In Vitro Fertilization is a one assisted reproductive technology (ART) commonly referred to as IVF. IVF is the process of fertilization by manually combining an egg and sperm in a laboratory dish, and then transferring the embryo to the uterus. Other forms of ART include gamete intrafallopian transfer (GIFT) and zygote intrafallopian transfer (ZIFT).

IUI (Intra Uterine Insemination)

This is an office procedure which involves placing "washed" sperms into the womb, with a small plastic tube called catheter. Sperms are taken from the husband. If required frozen or donor sperms can be used, depending upon patient's situation and also needs written consent. The sperms are washed several times to remove substances like prostaglandins that can cause cramping or shock. Once the semen is washed and good motile sperms are separated, it is transferred into the womb of patient via a catheter to achieve best chance of pregnancy. This procedure is preceded by ovulation monitoring by transvaginal ultrasound and if required ovarian stimulation with gonadotrophins or clomiphene citrate. There are different methods of processing the semen and the cost of each process may be different.

IVF (InVitr Fertilization)

IVF can be used to treat infertility with the following patients:

  • Blocked or damaged fallopian tubes
  • Male factor infertility including decreased sperm count or sperm motility
  • Women with ovulation disorders, premature ovarian failure, uterine fibroids
  • Women who have had their fallopian tubes removed
  • Individuals with a genetic disorder
  • Unexplained infertility

What is involved with in vitro fertilization?

There are five basic steps in the IVF and embryo transfer process:

  • Monitor and stimulate the development of healthy egg(s) in the ovaries.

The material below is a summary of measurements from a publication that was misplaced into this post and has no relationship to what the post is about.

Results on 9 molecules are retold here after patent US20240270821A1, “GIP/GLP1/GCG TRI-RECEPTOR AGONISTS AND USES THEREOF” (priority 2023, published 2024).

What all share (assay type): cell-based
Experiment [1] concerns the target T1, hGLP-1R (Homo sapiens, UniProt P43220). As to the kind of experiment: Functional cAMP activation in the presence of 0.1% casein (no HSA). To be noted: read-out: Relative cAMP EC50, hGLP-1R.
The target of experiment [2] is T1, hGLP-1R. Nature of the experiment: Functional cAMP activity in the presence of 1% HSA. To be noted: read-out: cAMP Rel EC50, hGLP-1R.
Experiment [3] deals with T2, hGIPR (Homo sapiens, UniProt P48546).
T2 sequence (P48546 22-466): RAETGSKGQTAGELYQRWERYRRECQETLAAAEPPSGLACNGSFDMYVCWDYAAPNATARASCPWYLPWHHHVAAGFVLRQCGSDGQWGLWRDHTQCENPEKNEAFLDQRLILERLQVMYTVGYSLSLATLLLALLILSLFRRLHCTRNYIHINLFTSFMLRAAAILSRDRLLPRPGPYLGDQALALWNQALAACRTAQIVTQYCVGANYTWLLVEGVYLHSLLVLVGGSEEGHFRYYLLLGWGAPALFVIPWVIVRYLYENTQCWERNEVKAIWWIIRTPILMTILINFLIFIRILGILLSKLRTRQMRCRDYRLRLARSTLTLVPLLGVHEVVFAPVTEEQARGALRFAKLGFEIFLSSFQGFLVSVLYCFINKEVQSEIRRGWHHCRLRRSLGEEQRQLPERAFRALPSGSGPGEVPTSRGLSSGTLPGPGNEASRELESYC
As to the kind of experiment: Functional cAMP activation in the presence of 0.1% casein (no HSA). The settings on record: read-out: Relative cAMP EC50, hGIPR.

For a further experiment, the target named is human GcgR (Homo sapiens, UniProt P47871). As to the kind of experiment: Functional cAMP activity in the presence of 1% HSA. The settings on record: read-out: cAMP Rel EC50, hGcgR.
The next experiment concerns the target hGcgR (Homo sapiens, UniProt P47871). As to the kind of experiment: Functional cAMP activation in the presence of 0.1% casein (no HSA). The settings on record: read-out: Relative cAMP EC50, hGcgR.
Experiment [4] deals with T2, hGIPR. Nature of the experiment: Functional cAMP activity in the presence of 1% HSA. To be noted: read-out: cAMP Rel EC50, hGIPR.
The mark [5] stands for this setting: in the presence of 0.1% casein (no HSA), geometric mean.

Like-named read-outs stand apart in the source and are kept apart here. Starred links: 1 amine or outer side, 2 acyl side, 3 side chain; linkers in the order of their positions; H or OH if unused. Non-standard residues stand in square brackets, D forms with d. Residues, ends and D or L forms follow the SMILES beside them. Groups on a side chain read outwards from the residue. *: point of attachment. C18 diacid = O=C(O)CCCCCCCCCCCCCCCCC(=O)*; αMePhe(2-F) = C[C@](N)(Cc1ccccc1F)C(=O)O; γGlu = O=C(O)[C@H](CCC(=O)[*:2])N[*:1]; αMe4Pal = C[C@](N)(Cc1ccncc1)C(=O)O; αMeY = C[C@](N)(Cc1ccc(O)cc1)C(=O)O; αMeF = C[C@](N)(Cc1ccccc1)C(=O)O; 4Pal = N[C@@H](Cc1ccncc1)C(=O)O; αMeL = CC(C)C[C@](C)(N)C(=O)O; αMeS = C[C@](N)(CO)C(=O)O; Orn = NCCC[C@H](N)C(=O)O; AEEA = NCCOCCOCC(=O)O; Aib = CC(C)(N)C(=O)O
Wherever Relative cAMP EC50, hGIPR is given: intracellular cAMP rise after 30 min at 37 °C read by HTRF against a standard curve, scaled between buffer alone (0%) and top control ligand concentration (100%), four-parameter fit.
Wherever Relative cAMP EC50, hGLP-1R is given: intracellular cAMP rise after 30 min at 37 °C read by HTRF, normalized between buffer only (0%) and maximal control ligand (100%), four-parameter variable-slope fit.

• Collect the eggs.
  • Secure the sperm.
  • Combine the eggs and sperm together in the laboratory and provide the appropriate environment for fertilization and early embryo growth.
  • Transfer embryos into the uterus.

What is involved with in vitro fertilization?

There are five basic steps in the IVF and embryo transfer process:

  • Monitor and stimulate the development of healthy egg(s) in the ovaries.
  • Collect the eggs.
  • Secure the sperm.
  • Combine the eggs and sperm together in the laboratory and provide the appropriate environment for fertilization and early embryo growth.
  • Transfer embryos into the uterus.

Step 1: Fertility medications are prescribed to stimulate egg production. Multiple eggs are desired because some eggs will not develop or fertilize after retrieval. Transvaginal ultrasound is used to examine the ovaries, and blood test samples are taken to check hormone levels.

Step 2: Eggs are retrieved through a minor surgical procedure that uses ultrasound imaging to guide a hollow needle through the pelvic cavity to remove the eggs. Medication is provided to reduce and remove potential discomfort.

Step 3: The male is asked to produce a sample of sperm, which is prepared for combining with the eggs.

Step 4: In a process called insemination, the sperm and eggs are mixed together and stored in a laboratory to encourage fertilization. In some cases where there is a lower probability of fertilization, intracytoplasmic sperm injection (ICSI) may be used. Through this procedure, a single sperm is injected directly into the egg in an attempt to achieve fertilization. The eggs are monitored to confirm that fertilization and cell division are taking place. Once this occurs, the fertilized eggs are considered embryos.